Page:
TheThe abolition of the right to abortion decided by the US Supreme Court on June 24 is a shocking sign of the status of women. Thus, their rights in the United States are disintegrating with the support of major institutions.
As early as 1993, Suzanne Faludi declared a visionary in her article backlash. cold war against women (Des Femmes-Antoinette Fouque, 1993), this is the political reaction after the important but fragile progress of the feminist movements of the 1970s, thanks to which women emerged from their silence.
This step back is quite regressive in the strong sense of the term, as it denotes times of extreme hardship for women. In France in the 1950s and 1960s, clandestine abortions were synonymous with suffering, and even death, for thousands of women. There is a very present risk even today, when 47,000 people die every year in the world after an unsafe abortion, while the World Health Organization (WHO) and the United Nations (UN) recommend that abortion is a safe procedure for women.
We also remember the case of Romanian textbooks, when President Nicolae Ceausescu banned abortion: between 1966 and 1989, more than ten thousand women died during clandestine abortions and many children were abandoned. In overcrowded orphanages, they were left to fend for themselves, without care. . Even today, Americans highlight the benefits of their adoption system: Why abortion when everything is done so that we can adopt and then abandon the children born?, Supreme Court justices argued.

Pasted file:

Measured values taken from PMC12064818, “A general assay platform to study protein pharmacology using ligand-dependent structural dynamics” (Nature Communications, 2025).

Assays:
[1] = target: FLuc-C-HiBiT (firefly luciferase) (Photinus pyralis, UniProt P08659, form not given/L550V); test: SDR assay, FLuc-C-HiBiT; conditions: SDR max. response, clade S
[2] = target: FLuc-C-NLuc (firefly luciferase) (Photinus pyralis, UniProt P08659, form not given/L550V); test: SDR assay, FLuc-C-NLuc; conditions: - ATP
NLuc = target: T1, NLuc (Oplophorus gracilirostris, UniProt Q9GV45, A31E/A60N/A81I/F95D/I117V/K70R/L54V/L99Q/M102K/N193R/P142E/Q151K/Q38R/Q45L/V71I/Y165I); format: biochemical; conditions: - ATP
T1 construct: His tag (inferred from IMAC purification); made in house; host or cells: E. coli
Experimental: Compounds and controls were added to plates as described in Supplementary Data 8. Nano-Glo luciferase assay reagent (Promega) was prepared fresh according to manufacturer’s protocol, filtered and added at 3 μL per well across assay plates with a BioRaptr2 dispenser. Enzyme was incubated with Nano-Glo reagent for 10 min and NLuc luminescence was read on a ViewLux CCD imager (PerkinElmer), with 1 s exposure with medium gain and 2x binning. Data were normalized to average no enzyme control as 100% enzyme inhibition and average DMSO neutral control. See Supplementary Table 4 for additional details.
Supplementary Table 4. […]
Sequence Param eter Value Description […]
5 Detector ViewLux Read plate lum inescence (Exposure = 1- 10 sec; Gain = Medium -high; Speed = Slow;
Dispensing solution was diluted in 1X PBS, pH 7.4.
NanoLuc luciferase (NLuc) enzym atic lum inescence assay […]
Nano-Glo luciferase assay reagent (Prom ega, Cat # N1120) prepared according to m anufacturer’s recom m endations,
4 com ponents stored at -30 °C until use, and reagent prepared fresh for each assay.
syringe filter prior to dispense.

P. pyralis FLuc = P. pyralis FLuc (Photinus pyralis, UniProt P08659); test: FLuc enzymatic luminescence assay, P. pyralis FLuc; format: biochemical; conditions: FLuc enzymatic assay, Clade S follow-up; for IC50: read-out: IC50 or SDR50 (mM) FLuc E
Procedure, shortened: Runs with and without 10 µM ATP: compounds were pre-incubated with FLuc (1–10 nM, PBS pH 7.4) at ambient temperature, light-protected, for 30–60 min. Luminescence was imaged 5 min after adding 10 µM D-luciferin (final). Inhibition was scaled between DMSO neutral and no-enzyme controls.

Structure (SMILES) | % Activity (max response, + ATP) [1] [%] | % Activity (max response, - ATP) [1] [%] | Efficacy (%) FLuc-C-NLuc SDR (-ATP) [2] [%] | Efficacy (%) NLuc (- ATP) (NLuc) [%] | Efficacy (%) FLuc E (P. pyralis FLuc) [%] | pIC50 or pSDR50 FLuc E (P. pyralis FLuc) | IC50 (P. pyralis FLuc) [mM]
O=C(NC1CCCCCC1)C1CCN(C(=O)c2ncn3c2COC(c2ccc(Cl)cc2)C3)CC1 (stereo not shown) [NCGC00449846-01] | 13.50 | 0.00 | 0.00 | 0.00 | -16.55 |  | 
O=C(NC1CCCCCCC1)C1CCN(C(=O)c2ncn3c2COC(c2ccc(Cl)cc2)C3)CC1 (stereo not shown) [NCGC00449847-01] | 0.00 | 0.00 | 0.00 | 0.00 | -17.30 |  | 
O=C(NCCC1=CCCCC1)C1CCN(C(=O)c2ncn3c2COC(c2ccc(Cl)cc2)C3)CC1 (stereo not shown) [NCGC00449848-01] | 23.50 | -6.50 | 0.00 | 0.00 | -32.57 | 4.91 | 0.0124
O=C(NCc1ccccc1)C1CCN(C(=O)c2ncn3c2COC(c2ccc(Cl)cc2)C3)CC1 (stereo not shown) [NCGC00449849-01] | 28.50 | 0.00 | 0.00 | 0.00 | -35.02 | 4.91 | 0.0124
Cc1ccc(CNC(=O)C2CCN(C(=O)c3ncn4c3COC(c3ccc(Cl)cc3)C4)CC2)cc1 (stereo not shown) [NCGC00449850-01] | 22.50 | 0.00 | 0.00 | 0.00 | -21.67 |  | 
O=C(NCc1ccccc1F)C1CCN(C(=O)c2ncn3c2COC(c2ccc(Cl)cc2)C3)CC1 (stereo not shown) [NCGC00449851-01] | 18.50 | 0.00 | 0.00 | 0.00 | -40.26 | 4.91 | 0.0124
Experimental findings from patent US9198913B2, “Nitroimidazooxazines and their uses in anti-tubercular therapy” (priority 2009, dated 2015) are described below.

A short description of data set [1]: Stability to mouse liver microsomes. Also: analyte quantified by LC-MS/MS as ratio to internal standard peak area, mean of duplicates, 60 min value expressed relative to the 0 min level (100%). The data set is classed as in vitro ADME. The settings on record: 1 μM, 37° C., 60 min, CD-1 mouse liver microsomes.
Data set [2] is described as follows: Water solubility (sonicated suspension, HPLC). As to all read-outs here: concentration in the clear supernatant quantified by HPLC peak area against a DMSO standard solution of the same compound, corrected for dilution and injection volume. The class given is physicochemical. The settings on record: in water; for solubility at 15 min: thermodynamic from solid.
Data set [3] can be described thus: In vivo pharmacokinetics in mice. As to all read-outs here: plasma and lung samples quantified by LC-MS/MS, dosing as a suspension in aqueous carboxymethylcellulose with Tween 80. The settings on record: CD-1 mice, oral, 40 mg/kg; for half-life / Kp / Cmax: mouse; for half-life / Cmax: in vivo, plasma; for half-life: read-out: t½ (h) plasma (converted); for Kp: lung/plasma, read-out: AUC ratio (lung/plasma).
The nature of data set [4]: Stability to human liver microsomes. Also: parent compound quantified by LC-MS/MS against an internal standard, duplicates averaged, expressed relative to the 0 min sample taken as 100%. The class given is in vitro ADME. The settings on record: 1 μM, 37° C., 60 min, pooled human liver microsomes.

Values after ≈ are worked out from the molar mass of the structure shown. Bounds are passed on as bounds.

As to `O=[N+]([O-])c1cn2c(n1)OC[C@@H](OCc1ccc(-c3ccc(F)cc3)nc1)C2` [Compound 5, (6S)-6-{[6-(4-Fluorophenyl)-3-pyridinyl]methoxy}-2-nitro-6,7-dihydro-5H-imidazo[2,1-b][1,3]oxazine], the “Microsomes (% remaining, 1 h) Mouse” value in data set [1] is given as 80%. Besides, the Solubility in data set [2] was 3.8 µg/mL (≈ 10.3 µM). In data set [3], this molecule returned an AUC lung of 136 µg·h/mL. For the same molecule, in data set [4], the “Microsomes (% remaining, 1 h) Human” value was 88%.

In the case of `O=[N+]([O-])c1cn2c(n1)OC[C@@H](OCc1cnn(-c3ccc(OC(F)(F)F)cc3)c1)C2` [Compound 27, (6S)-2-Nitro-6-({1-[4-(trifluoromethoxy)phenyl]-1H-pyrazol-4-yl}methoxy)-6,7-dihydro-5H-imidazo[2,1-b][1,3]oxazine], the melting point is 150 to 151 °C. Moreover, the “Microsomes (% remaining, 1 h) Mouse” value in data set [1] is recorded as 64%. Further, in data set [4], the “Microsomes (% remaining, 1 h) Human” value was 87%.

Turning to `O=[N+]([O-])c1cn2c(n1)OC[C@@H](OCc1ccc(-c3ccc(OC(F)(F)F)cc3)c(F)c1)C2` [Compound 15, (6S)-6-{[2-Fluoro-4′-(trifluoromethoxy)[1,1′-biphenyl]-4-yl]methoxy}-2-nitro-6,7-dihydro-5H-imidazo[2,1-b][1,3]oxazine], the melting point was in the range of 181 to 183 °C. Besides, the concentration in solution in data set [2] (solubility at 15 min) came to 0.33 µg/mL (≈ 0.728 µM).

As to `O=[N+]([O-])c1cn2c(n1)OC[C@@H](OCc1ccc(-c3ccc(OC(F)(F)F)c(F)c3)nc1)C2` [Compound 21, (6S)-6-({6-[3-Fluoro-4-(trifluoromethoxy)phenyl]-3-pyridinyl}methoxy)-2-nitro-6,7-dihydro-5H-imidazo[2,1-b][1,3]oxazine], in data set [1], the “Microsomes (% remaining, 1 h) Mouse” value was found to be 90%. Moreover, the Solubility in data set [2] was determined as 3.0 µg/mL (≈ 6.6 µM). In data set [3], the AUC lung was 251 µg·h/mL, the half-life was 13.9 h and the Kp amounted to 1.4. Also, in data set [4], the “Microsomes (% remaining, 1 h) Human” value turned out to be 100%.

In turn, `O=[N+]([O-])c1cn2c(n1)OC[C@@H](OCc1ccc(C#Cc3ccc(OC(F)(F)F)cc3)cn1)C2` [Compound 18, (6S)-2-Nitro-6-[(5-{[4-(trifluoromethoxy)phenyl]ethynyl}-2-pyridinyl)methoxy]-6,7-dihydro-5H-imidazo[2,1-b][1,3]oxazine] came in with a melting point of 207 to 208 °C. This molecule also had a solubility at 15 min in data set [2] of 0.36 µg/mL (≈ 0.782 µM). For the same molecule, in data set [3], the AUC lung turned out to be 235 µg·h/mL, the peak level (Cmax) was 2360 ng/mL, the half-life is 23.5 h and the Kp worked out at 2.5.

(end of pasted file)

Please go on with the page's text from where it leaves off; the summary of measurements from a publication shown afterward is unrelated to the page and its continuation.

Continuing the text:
Retreat in Europe
Abortion treatment is not limited to America. Many political leaders, authoritarian in one form or another, work on this around the world, often with religious bias.
And so the bounce is felt again on the European continent. In 2013, the Spanish government rolled back the right to abortion and Spanish women can now only terminate a pregnancy on two conditions, in the event that a woman’s health is endangered or raped. Here again, for associations defending women’s rights, this decision is a step back thirty years, with Spain de facto returning to legislation dating back to 1985.
Portugal decided in 2015 to cancel reimbursement for abortion costs, and also required women to undergo psychiatric follow-up. This law was voted on under pressure from a powerful movement, baptized “for the right to be born”. Portuguese feminists denounce a return to clandestine abortion and criticize the presence of anti-abortion doctors in medical consultations, with the goal of controlling women and manipulating freedom of choice.
You have 54.4% of this article left to read. The following is for subscribers only.